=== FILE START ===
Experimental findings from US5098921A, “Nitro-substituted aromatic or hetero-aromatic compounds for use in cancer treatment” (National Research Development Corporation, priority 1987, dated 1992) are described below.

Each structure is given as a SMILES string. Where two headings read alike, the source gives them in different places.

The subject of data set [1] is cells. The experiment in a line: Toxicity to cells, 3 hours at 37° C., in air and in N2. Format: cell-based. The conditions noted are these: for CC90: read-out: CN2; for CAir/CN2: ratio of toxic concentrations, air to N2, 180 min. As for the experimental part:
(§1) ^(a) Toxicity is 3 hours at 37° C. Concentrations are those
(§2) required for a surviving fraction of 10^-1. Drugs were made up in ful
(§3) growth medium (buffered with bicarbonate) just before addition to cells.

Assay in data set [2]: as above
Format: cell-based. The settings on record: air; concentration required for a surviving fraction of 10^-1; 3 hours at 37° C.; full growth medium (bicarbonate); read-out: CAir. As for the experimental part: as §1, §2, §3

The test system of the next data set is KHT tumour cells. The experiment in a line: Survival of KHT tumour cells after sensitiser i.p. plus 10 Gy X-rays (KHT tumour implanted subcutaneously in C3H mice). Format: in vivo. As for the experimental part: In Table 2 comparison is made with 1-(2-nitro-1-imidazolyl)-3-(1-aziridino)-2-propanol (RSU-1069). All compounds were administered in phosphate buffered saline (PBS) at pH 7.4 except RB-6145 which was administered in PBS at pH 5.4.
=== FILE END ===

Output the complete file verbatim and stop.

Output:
Experimental findings from US5098921A, “Nitro-substituted aromatic or hetero-aromatic compounds for use in cancer treatment” (National Research Development Corporation, priority 1987, dated 1992) are described below.

Each structure is given as a SMILES string. Where two headings read alike, the source gives them in different places.

The subject of data set [1] is cells. The experiment in a line: Toxicity to cells, 3 hours at 37° C., in air and in N2. Format: cell-based. The conditions noted are these: for CC90: read-out: CN2; for CAir/CN2: ratio of toxic concentrations, air to N2, 180 min. As for the experimental part:
(§1) ^(a) Toxicity is 3 hours at 37° C. Concentrations are those
(§2) required for a surviving fraction of 10^-1. Drugs were made up in ful
(§3) growth medium (buffered with bicarbonate) just before addition to cells.

Assay in data set [2]: as above
Format: cell-based. The settings on record: air; concentration required for a surviving fraction of 10^-1; 3 hours at 37° C.; full growth medium (bicarbonate); read-out: CAir. As for the experimental part: as §1, §2, §3

The test system of the next data set is KHT tumour cells. The experiment in a line: Survival of KHT tumour cells after sensitiser i.p. plus 10 Gy X-rays (KHT tumour implanted subcutaneously in C3H mice). Format: in vivo. As for the experimental part: In Table 2 comparison is made with 1-(2-nitro-1-imidazolyl)-3-(1-aziridino)-2-propanol (RSU-1069). All compounds were administered in phosphate buffered saline (PBS) at pH 7.4 except RB-6145 which was administered in PBS at pH 5.4.